Alpha and Omega
This is that part of the letter called the “Greeting,” where the Apostle identifies himself as the writer, but more important, the God in whose name he writes. He writes to the “seven churches that are in Asia,” what today is called the nation of Turkey. He will name those churches in chapters two and three, but we should note that he writes to seven churches—not five or nine but seven. We must admit now before entering on these devotions that the Book of Revelation is highly symbolic in nature; indeed, the Greek word in verse one translated in the ESV, “made known,” is translated in the NKJV, “signified.” Most of the symbols have some relation to Old Testament prophecy in Ezekiel, Daniel, and Zechariah, some apocryphal/apocalyptic writings during the four-hundred “silent years” between the Malachi and the birth of our Lord when there was no prophet among the Jews, and finally some New Testament writings as well. The number, “seven,” is one such symbol indicating completion and fullness. John did indeed write to the seven churches in Asia he specifies but also meant this Revelation for all the churches—the whole Church of God. And so we read it today as we are so behooved in verse three.
But again, the important part of this passage is the God in whose name the greeting is made. He is described as “him who is and who was and who is to come.” Indeed, this description is repeated in verses four and eight. Moreover, this God also calls himself, “the Alpha and the Omega,” the first and last letters of the Greek alphabet (also 22:13). These verses teach us God’s eternal nature; there never was a time He was not and never will be a time when He is not—He simply is. It is for this reason that He revealed His name to Moses as “I Am,” describing not only His eternity but also that He is beyond human description and comprehension (Exodus 3:14). He IS, and because He is, everything is, until He says it isn’t.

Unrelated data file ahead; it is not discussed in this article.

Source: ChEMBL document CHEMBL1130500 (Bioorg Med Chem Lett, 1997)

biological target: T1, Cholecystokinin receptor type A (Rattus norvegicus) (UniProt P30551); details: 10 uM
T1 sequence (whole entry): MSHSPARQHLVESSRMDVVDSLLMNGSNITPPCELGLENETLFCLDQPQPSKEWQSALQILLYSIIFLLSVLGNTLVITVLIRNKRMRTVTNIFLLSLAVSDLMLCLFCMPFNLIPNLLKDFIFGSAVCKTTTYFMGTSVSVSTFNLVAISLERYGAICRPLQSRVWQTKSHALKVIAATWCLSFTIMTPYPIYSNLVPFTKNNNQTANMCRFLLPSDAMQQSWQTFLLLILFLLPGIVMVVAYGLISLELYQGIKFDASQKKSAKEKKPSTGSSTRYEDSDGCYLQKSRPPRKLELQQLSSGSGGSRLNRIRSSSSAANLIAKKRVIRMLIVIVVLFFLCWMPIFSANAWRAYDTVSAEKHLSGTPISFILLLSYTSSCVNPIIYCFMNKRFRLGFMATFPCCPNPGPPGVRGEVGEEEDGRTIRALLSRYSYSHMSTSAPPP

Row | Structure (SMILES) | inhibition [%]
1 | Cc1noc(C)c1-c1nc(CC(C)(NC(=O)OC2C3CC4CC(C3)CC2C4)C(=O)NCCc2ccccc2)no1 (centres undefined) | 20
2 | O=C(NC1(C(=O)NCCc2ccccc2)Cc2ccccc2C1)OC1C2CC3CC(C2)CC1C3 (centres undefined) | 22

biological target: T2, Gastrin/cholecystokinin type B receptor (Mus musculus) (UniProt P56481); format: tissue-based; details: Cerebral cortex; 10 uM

The greeting also extends from the “seven spirits who are before His throne,” a reference to the Holy Spirit who is fully God, and “from Jesus Christ, the faithful witness [Prophet], the firstborn of the dead [Priest], and the ruler of kings on earth [King],” and also fully God. Jesus Christ as the Father’s only-begotten Son and the Holy Spirit who proceeds from the Father share the divinity and eternity of the Father. We also note that Jesus Christ is called the “firstborn of the dead,” a reference to the fact that he alone has risen bodily from the grave. This speaks to his preeminence among all men and all creation. Our future resurrection depends completely upon his.